100 Days to Freedom (FREE) PDF Workbook


Free PDF Version of 100 Days to Freedom

Hard copies may be ordered through Amazon

                  Link to Amazon

Daily audio recordings can be found on The Catholic Journey Podcast with Deacon Pat Kearns starting January 7, 2022

Podcasts from Deacon Pat and Friends (www.TheCatholicJourney.NET)

Deacon Pat's Books

Deacon Pat's Books
Click on book to be taken to the Amazon site.

Thursday, August 06, 2009

Feeding the 5000 (Have you been exposed to the Liberalized version?)

How did Jesus feed five thousand?

a. By setting an example of sharing which moved the selfish people to open up and also share their food?

b. By a miracle which supernaturally multiplied the loaves and fish?

Introduction The Feeding of the 5,000 is a significant miracle recorded in all four gospels.
You are a lucky Christian if you have not heard answer “a” from the pulpit. Liberals, seeking to down play all miracles of Jesus, see it as a sharing of lunches - a symbol of community love and of Jesus moving a mass of selfish people to share the food they had hidden. Sacramentalists see it as a precursor of the Eucharist (the Lord's Supper).

This account also evokes images of the wilderness wanderings, where God feed his people with manna from heaven. (Exodus 16) In this sense, the multiplication of the loaves proclaims Jesus as the "new Moses" and therefore authenticates his messianic credentials and his inauguration of the messianic banquet of plenty. This miracle of the feeding of 5000 should have been a sign to the people that the messiah had come.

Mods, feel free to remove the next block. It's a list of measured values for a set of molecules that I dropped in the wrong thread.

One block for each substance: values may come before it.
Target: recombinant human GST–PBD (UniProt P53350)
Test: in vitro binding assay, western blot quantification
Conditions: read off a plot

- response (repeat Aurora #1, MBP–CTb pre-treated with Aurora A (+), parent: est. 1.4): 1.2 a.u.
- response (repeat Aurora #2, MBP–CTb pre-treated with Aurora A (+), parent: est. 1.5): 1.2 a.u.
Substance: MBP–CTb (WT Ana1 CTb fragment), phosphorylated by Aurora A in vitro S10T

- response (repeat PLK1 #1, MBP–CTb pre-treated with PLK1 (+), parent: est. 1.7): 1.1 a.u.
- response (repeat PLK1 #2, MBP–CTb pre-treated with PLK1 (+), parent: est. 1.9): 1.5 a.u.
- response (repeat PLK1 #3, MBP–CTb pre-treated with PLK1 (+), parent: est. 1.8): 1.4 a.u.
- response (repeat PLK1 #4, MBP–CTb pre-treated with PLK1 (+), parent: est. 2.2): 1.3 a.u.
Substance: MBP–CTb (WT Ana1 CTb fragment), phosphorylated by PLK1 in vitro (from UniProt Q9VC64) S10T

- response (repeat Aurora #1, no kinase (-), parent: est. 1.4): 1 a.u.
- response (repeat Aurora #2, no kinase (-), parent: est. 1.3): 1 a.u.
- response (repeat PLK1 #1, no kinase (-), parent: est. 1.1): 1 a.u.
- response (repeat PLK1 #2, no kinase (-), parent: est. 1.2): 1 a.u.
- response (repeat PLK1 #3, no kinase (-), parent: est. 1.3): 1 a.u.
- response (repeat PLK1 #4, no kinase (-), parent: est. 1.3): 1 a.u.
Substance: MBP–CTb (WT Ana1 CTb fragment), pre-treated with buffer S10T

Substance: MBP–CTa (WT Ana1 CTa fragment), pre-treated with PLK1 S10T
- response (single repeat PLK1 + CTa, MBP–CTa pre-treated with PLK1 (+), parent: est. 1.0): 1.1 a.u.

In Matthew 14:15 we are told it is late afternoon and the people are hungry. The disciples point out to Jesus that it is time to let them go home or to go to the nearby villages for food and lodgings. Jesus tells his disciples that the people don't need to go home, but rather that disciples should prepare to feed them. The disciples cannot see how they can do that since they have only one "plowman's" lunch. (Barley bread and pickled fish is a staple for the poor).
Jesus tells the disciples "You give them something to eat". Recall these are the same disciples who have witnessed other miracles including the water turned to wine at Cana. They can feed the crowd if they look to Jesus. The crowd is very large. Counting adult males only, there are 5,000, so the total could be around 15,000. When Jesus multiplies the loaves and two fish, there is food in abundance. Twelve baskets of bread and fish remain after everyone has feasted. This again shows a Eucharistic vision of plenty.

Some, in suggesting answer “a” believe the 5000 must have had extra food stashed away in their tunics, and that the miracle was that Jesus moved the people to share their food. This rationalizing away a miracle of multiplication also overlooks that fact that the multiplication of loaves and fishes occurred more than once in Christ’s ministry.

The second occurrence: The Gospel of Mark, Ch.6 describes the feeding of the 5000. However in chapter 8, we are told of another event where a multitude of people have been following Jesus for 3 days and are hungry and again are in a deserted place.